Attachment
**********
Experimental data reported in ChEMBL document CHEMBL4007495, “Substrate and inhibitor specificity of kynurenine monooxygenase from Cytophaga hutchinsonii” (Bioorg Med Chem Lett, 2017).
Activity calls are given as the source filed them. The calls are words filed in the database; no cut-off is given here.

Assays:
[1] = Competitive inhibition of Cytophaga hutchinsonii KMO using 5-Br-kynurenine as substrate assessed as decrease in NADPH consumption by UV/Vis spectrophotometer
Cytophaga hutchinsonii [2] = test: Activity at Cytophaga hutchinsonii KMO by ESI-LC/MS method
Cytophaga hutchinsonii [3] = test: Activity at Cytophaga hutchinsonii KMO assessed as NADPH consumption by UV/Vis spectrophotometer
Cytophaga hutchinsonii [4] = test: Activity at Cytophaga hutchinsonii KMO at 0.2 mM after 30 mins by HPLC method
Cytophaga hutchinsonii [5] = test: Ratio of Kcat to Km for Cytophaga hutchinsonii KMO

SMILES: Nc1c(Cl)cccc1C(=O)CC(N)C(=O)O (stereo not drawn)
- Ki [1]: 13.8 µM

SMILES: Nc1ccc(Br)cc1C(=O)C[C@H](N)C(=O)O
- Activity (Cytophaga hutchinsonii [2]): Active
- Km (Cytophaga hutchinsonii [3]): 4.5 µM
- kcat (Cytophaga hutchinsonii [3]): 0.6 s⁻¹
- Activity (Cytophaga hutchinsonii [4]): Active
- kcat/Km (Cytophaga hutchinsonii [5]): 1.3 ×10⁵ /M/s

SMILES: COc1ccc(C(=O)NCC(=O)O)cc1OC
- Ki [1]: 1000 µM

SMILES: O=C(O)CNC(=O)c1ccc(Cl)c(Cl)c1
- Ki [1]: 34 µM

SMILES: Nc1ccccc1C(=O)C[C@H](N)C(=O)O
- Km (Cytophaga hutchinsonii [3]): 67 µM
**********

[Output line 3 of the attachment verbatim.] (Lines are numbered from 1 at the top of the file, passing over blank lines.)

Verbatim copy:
Assays: